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The Internet has made some phenomenal breakthroughs that are still only poorly understood in terms of changing people's ideas of us and them. If mass media, social isolation in the suburbs, alienating workplaces and long car commutes create a bunker mentality, the Internet does the opposite.
We're not going to persuade people in the developing world to go without, but neither can we afford a planet on which everyone lives like an American. Billions more people living in suburbs and driving SUVs to shopping malls is a recipe for planetary suicide. We can't even afford to continue that way of life ourselves.
The suburbs are the American dream, right? Living in a nice house, having a good job, a happy family.
Most Americans acquire dogs impulsively and for dubious reasons: as a Christmas gift for the kids. Because they saw one in a movie. To match the new living-room furniture. Because they moved to the suburbs and see a dog as part of the package.
If mass media, social isolation in the suburbs, alienating workplaces and long car commutes create a bunker mentality, the Internet does the opposite.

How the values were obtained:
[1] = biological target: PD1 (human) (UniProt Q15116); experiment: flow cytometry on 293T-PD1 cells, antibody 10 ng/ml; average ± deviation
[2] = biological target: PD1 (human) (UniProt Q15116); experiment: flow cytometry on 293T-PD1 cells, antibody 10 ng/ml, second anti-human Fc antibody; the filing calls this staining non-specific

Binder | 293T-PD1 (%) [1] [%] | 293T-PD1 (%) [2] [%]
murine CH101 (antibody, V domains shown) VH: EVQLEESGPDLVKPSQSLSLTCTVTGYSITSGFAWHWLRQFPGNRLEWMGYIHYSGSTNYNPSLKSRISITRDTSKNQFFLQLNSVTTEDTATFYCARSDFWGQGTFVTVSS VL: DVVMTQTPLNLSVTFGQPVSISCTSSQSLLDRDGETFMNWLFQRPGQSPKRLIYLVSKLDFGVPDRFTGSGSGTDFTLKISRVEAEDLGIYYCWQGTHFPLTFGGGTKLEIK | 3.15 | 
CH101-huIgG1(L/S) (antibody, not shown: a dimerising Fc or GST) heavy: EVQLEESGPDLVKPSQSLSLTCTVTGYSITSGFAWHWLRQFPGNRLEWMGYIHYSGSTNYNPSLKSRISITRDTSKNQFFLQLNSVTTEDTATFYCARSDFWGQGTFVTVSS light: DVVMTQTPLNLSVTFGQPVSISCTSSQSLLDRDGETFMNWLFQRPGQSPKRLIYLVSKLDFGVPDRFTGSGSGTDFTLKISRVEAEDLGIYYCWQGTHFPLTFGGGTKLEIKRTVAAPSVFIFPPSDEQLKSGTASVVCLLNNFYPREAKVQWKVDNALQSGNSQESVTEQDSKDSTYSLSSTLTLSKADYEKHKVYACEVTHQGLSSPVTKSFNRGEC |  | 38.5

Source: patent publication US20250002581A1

A lot of parts of L.A. are interchangeable with suburbs in Joburg. Very big, ostentatious houses with palm trees and lawns. Lawns are very important. Never underestimate lawns.
When I made my first film, I had hardly ever seen a camera before, and I was a young man when I arrived in Paris from the suburbs. At the time, I didn't talk much. I was very shy, so the bluff served me. I was telling people that I had no money, and that I knew how to make films, but I had no proof.
I grew up, as I joke around, in the 'People's Republic of Charlestown' in the city of Boston. And I was blessed to be raised right there on Monument Square in Charlestown, and every morning I'd hop on the bus and go on a 45-minute ride out to the suburbs in Brooklyn for elementary school. And I got to have my seat, really, in both worlds.
The whole idea of the suburbs was to create these family-friendly places where people could flock and have more control over their existences, and keep things very controlled and placid and keep outside forces at bay.
I think there are two prevailing views of the suburbs in the States: either they're this sort of tedious place, where everyone is the same, buys the same food and drives around in their little minivans, or the view is that the suburbs are extremely perverse in a humorous way.
If you say city to people, people have no problem thinking of the city as rife with problematic, screwed-up people, but if you say suburbs - and I'm not the first person to say this, it's been said over and over again in literature - there's a sense of normalcy.
In the traditional modernist planning that created the suburbs, you put residential buildings in suburban neighborhoods, office spaces into brain parks and retail in shopping malls. But you fail to exploit the possibility of symbiosis or synthesis that way.